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The Top 15 Signs of Heart Disease
Everyone Needs to Know

© 2017 Health Realizations, Inc. Update


Heart disease is the leading cause of death for both men and women in the United States, which resulted in 29 percent of all U.S. deaths, according to the U.S. Centers for Disease Control and Prevention (CDC).

More than half (51 percent) of the people who died of heart disease in 2002 were women.

Meanwhile, more than one-third (37 percent) of adults reportedly have two or more of the six risk factors for heart disease and stroke, which include:

  • High blood pressure

  • High cholesterol

  • Diabetes

  • Smoking

  • Physical inactivity

  • Obesity

In all, heart disease is thought to cost well over $403 billion for health care services, medications and lost productivity, according to the CDC.

What Exactly is Heart Disease?

Heart disease is actually a general term used to describe various heart problems. The most common type of heart disease in the United States is coronary artery disease (CAD), which occurs when your heart's arteries buildup plaque and become hardened and narrowed. This reduces blood flow to the heart and can result in a heart attack.

Other common heart conditions include angina, heart failure, arrhythmia, peripheral artery disease and more.

Signs of Heart Disease

Conventional risk factors such as those listed above are well-known signs that you may be at risk of heart disease. However, there are many other, lesser known, symptoms that can also signal heart disease risk.

In fact, studies have found that up to 97 percent of women with acute heart disease experienced prodromal (pre-heart-attack) symptoms more than one month (and sometimes as much as two years) before the attack.

These include:

  1. Changes in mood, including irritability, depression, anxiety and insomnia, according to researchers from the University of Modena and Reggio Emilia in Italy.

  2. Elevated levels of inflammation-related substances in your body, including C-reactive protein, fibrinogen, and homocysteine.

  3. Unusual fatigue and/or insomnia

  4. Shortness of breath

Excessive fatigue can sometimes indicate the presence of heart disease in women.

  1. Indigestion

  2. Frequent headaches

  3. Racing heart

  4. Vision changes

  5. Changes in appetite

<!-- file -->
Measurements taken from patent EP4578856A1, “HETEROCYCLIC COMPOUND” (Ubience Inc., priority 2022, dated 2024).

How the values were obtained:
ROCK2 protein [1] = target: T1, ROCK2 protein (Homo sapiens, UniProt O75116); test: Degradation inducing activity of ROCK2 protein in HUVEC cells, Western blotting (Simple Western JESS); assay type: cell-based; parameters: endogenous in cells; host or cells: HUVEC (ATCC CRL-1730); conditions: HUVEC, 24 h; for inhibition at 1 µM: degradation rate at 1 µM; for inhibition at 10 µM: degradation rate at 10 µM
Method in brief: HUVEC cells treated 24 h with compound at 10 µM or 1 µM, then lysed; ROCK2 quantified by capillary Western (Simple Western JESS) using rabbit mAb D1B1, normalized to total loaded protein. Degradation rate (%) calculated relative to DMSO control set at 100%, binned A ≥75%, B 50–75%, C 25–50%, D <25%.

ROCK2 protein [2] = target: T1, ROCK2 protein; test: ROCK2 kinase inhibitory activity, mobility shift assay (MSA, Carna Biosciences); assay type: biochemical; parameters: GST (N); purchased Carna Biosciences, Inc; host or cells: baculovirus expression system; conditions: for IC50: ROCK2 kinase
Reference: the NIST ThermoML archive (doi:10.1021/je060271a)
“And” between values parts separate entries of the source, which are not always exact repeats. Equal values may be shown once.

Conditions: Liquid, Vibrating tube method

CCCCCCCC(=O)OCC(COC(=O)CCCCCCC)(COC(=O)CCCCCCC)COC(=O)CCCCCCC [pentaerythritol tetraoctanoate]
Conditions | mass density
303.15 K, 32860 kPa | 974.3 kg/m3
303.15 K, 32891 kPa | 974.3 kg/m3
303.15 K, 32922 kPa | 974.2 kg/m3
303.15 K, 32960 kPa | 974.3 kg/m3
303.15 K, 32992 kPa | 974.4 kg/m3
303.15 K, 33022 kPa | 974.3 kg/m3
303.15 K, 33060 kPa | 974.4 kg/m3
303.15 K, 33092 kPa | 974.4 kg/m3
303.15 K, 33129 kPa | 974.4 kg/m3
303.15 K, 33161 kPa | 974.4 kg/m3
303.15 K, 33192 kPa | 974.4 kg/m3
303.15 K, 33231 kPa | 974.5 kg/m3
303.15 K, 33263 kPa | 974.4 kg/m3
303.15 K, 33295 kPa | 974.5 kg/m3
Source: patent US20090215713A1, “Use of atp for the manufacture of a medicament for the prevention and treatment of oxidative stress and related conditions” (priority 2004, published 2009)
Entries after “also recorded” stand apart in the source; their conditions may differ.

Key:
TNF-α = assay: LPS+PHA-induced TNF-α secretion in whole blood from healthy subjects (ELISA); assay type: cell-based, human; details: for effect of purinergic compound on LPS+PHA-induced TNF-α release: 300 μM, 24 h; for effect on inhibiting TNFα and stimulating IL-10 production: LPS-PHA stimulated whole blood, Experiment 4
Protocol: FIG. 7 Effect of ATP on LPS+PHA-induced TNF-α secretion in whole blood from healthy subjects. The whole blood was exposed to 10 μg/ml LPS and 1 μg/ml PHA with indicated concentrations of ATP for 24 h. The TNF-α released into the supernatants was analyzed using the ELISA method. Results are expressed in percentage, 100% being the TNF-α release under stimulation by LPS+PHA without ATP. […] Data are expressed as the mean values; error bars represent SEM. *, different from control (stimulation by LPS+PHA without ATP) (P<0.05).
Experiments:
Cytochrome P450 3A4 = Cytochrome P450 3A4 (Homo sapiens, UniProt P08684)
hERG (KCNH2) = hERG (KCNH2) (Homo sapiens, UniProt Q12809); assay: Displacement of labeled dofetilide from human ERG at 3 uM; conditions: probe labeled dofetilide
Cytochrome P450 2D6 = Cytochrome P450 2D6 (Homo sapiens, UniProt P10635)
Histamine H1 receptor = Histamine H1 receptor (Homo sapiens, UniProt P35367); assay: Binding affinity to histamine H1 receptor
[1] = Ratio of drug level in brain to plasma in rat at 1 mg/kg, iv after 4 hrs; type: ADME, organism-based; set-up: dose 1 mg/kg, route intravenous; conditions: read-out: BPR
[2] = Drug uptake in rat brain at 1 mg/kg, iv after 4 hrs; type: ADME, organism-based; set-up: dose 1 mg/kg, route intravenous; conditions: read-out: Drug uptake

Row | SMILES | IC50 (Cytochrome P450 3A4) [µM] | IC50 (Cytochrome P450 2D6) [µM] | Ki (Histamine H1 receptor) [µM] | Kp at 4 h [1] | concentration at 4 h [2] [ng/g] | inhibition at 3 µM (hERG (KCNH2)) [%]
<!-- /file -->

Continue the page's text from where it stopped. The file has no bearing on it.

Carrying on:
6. Aching arms

  7. Chest pain

  8. Pressure in the chest, stomach, arms, back, neck or jaw

  9. Cold sweats

  10. Nausea

  11. Lightheadedness

What Tests Can Reveal Your Heart Disease Risk?

There is much controversy over whether people with few risk factors need to have extensive testing for heart disease. Most experts agree that you should find out the following three numbers, and make sure they are within the healthy levels that your health care provider recommends:

  • Cholesterol (good and bad) level

  • Blood-sugar level

  • Blood-pressure level

Beyond these, another test sometimes encouraged is the C-Reactive Protein (CRP) test. Here is what the results tell you:

  • A CRP level lower than 1.0 mg/L indicates a low risk of developing heart disease

  • A CRP level between 1.0 and 3.0 mg/L indicates an average risk

  • A CRP higher than 3.0 mg/L indicates a high risk

There are numerous other tests out there as well, such as heart scans, stress tests, and electrocardiograms (EKGs), but only you and your health care provider can determine whether they are necessary.

What You Need to Know about Nutrition for Healthy Heart Support

Three foundational nutrients known for supporting a healthy heart include CoQ10, Magnesium and Taurine which are easily absorbed and highly effective for supporting several aspects of heart health and blood pressure.

For more targeted nutritional support, the combination of well-known nutrients carnitine and ribose are impactful too for enhancing heart health.

In addition to a lifestyle that discourages unhealthy habits like smoking and excessive alcohol, promotes healthy physical activity, smart weight management and emphasizes diets that keep blood sugar levels healthy, smart nutritional supplementation can make a big difference in how long you maintain a healthy heart.


Sources

Medical News Today

University of Arkansas for Medical Sciences

Centers for Disease Control and Prevention

American Heart Association


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523 Townline Road
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